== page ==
Fulbright visiting scholar to speak about building a welcoming community for refugee students
A Finnish researcher exploring what educational success looks like in the eyes of refugee students is heading to Blacksburg this spring as a Fulbright visiting scholar.
A coalition of Virginia Tech partners, including the Cranwell International Center and the College of Liberal Arts and Human Sciences, worked with the Blacksburg Refugee Partnership to bring Mervi Kaukko to campus April 3-7.
During her stay in Blacksburg, Kaukko will give an open lecture titled “Refugee Education for Uncertain Futures” in which she’ll analyze how teachers in Finland, South Africa, and Australia work with refugee students. She will also deliver a webinar on “Living Well in a World Worth Living in for All: Current Practices of Social Justice, Sustainability and Well-Being.”
“All across campus, we have faculty and students who have been actively involved in refugee aid work and research for years and more still who are eager to get involved,” said Iuliia Hoban, Cranwell’s assistant director for intercultural learning who was instrumental in arranging Kaukko’s visit.
“We are always eager to partner with Cranwell International Center and in particular to support Kaukko's visit to Blacksburg. The enthusiasm around her visit is a testament to Virginia Tech's commitment to understanding individual experiences of displacement,” said Katrina Powell, director of the Center for Refugee, Migrant, and Displacement Studies.
After earning her doctorate in Oulu University, Finland, Kaukko moved to Australia to conduct her postdoctoral research. In Australia, she joined Pedagogy Education and Praxis, a group of scholars and educators aiming to understand the meaning of and purpose of education in different parts of the world. Stephen Kemmis, one of the key members of this group, formulated the double purpose of education as helping people to live well in a world worth living in. Kemmis was inspired by the wisdom of the Wiradjuri, an Indigenous Australian people, and their phrase “Yindyamarra Winhanganha” meaning “the wisdom of respectfully knowing how to live well in a world worth living in.”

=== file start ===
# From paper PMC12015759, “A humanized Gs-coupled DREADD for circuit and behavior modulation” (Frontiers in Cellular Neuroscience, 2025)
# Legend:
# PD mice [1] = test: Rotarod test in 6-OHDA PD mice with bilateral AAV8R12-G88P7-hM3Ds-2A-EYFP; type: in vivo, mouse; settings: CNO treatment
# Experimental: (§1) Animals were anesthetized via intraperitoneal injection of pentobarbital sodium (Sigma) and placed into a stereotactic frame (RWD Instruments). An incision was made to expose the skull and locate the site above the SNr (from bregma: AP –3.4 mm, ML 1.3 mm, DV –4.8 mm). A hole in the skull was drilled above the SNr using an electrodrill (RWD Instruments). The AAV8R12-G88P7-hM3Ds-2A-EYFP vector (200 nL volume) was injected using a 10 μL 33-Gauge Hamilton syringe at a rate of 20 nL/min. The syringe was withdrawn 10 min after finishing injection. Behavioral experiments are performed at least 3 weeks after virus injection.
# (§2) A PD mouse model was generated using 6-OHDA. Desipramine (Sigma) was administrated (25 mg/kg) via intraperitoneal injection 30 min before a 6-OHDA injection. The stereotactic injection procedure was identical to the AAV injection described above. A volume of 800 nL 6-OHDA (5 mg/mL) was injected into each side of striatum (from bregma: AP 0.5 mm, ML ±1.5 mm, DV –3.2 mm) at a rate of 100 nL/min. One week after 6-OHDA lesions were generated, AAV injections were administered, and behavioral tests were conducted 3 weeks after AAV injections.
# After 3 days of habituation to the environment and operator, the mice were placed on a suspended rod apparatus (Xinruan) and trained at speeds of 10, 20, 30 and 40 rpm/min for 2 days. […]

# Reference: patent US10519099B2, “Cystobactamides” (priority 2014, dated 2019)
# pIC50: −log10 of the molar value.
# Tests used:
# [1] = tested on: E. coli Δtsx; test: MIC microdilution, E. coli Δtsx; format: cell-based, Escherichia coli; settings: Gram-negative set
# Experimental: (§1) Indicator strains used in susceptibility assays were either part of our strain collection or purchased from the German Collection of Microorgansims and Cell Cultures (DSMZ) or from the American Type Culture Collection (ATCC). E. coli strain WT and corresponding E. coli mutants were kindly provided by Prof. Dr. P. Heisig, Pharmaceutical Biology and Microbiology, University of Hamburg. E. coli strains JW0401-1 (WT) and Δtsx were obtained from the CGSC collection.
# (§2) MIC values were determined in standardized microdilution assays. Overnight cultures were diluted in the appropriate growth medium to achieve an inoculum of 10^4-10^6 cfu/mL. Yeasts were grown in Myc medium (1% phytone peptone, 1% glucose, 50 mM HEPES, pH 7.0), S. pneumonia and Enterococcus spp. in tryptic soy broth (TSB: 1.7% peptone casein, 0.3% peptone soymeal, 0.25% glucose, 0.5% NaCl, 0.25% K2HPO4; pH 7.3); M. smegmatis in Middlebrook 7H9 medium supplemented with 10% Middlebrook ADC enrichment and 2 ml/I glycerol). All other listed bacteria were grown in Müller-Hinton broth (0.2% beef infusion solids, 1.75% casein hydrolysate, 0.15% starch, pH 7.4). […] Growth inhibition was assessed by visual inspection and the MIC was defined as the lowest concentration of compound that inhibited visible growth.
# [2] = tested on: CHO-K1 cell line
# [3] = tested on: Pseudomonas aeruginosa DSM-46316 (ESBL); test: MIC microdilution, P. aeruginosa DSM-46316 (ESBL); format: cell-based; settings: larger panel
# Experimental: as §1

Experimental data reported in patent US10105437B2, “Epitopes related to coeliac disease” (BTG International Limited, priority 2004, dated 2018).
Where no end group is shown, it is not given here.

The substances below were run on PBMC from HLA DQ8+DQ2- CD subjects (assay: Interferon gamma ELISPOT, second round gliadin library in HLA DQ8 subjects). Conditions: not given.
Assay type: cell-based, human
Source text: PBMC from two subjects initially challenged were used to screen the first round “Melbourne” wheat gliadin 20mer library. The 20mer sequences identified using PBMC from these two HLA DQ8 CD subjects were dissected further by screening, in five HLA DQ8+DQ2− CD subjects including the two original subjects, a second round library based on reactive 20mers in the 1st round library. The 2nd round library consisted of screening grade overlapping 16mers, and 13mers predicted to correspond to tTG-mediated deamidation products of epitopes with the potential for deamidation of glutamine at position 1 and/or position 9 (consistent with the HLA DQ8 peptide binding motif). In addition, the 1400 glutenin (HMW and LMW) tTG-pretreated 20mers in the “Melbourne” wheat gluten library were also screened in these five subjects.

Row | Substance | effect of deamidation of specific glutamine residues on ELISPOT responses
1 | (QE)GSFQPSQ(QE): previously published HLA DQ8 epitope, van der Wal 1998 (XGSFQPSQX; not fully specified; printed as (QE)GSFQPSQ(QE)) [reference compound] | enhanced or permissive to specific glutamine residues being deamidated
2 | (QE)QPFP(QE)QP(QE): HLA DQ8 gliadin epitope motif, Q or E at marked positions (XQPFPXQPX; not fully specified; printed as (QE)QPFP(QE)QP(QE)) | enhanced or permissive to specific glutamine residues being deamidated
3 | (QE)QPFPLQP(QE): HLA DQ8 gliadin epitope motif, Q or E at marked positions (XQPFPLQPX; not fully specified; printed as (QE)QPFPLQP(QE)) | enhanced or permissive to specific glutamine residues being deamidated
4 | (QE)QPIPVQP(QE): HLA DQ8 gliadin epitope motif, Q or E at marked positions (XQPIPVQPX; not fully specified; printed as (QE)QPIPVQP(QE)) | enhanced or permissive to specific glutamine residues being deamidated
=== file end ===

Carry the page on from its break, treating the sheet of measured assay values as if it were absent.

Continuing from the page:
Inspired by this phrase and guided by the research of the network Pedagogy, Education and Praxis, Kaukko and her co-authors published a book asserting that education initiates people into living well in a world worth living in. The book, called "Living Well in a World Worth Living in for All," shows that education is a catalyst for spreading awareness and access and empowering people to work for the good of individuals, communities, and all humankind. Kaukko will discuss her book and provide examples from the chapters during her webinar on April 5.
That theme is at the heart of the Blacksburg Refugee Partnership’s mission. Comprising over 300 members and dozens of local organizations and faith communities, the partnership works to help refugee families settle into new lives and new routines in the New River Valley. President Scott Bailey, an associate professor of electrical and computer engineering, said he is excited about the opportunity that Kaukko’s visit presents for his entire organization.
“Most of our members have no prior experience working with refugees, so we are hungry for any opportunity to learn from people who have expertise in this field,” he said. “We need the perspective of researchers like Dr. Kaukko to understand how people in refugee situations see things and how we should approach them.”
On campus, Kaukko’s lecture themes are resonating with educators.
Deirdre Hand, community engagement specialist in the Center for Refugee, Migrant, and Displacement Studies, said, “Dr. Kaukko’s research is fundamental to the well-being of our students. As an educator, I don’t just want my students to do well on tests. I want them to feel belonging, find what they care about, and be well.”
Hand, who will facilitate Kaukko’s open lecture on April 4, said she sees Kaukko’s research, visit, and presentation as being universally beneficial to any educator. “We can take the research that Dr. Kaukko has done and consider its implications for how we welcome all students to Virginia Tech.”
All Hokies and members of the community are invited to Kaukko’s open lecture on April 4 at 6 p.m. in Room 207A of Newman Library. The webinar on April 5 at 6 p.m. is also open to anyone. Pre-registration for the webinar is required. Please see the detailed schedule of the visit online. Kaukko will also engage in a series of events involving faculty and students from Virginia Tech School of Education and the Mozaiko living-learning community.
For advice and resources on applying for a Fulbright grant, contact Virginia Tech’s Fulbright liaison, Nicole Sanderlin, director of global engagement in the College of Engineering. The Provost’s Office assists department, college, or division leadership in facilitating leave for Fulbright fellowships. The Global Education Office, part of Outreach and International Affairs, provides support and resources for incoming Fulbright scholars and the departments that host them.